Perhaps unsurprisingly, the simplest way to avoid those data migration disruptions is not to allow them to happen in the first place. If the original payment processor does not hold the merchant’s customers’ credit card information, then it cannot disrupt the migration process with excessive delays or fees to transfer that data.

    This is why many merchants today opt to use a third party tokenization service provider (TSP) like Basis Theory to act as an intermediary. Cardholder information is stored in the TSP’s secure vault, and the TSP issues the token to the merchant; the merchant can then instruct the TSP to share the card information with whichever PSP they choose - without ever bringing that PII in-house and putting themselves in position to have to become PCI-compliant.

    As an added bonus, by opting to use a TSP as an intermediary between their own systems and their original PSP, merchants have more options than to simply migrate to a new payment processor when better alternatives are available. Because the cardholder data is securely stored in the TSP vault, the merchant can sign on with multiple PSPs, and use intelligent routing to decide which processor will be asked to complete each transaction. In this way merchants can increase their likelihood of successfully executing each sale, reduce their fees, and build leverage in future negotiations with service providers.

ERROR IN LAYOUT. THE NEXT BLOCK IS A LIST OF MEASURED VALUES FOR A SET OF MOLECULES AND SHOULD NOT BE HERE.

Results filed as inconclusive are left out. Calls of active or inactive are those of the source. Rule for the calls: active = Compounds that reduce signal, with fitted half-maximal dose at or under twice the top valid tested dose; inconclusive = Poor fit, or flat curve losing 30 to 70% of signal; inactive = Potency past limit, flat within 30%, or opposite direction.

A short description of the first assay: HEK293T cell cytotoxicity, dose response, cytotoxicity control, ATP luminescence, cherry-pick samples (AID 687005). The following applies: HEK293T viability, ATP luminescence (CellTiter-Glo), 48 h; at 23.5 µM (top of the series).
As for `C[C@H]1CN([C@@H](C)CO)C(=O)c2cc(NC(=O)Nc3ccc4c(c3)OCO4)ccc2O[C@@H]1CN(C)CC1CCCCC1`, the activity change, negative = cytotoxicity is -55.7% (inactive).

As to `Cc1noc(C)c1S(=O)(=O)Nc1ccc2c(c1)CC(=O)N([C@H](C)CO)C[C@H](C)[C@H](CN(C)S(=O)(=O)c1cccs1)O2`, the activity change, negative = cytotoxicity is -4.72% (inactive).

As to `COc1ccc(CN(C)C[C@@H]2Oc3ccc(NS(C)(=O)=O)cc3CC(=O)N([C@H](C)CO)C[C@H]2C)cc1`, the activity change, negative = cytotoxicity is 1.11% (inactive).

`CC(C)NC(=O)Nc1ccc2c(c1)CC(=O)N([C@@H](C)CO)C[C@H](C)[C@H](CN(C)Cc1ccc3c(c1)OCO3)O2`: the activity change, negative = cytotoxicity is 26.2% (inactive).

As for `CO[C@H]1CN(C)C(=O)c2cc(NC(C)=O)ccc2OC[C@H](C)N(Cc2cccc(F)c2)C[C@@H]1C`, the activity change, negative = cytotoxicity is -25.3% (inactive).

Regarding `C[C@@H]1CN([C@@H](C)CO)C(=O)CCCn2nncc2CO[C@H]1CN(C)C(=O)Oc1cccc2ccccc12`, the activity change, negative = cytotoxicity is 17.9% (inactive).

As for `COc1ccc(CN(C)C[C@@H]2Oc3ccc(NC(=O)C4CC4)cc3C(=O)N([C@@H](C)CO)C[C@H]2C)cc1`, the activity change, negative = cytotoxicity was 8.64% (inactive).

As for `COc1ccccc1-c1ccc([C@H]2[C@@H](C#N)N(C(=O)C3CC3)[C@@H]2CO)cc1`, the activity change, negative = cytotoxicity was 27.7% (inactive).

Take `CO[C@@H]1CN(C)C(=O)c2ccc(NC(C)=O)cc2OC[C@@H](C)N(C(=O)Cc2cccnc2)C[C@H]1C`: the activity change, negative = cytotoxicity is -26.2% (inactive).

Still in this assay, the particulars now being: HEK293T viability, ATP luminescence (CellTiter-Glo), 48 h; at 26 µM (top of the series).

Reducing migration disruption also protects against regulatory scope

    Merchants that initiate their business using full-service PSPs often do so because they are moving at lightning speed to get to market, and have neither time nor resources to build fully PCI-compliant environments. Those full-service PSPs take on all the compliance risk, but also charge fees that reflect the additional responsibility, and use their guardianship of customer data as a lock-in device to keep merchants from migrating to new payment processors.

    Ironically, using a TSP delivers the same security for customer data, without the lock-in to a single payment processor; it also allows for the use of any kind of PSP from the most barebones gateway to high risk merchant accounts to full-service processors. Because the PII is submitted to, and securely stored by, the TSP, and is passed to payment processors without ever being shared in plain text with the merchant, the PCI-compliance responsibility is retained by the TSP.

    Avoid migration disruption by retaining ownership of card and customer data

    Merchants who have their customers’ credit card data stored securely at a TSP are able to migrate to a new payment processor without disruptions - including time, resources, and money. They also have the option not only to migrate away from an existing PSP, but in fact to retain it and add others, and to use smart routing to send each transaction to the best processor for the job. 

    Basis Theory is a TSP that has assisted several customers—like Passes—in seamlessly migrating to a new payment processor without disruption to their business. Contact us if you are interested in learning how.

    Subscribe to the Blog

    Receive the latest updates straight to your inbox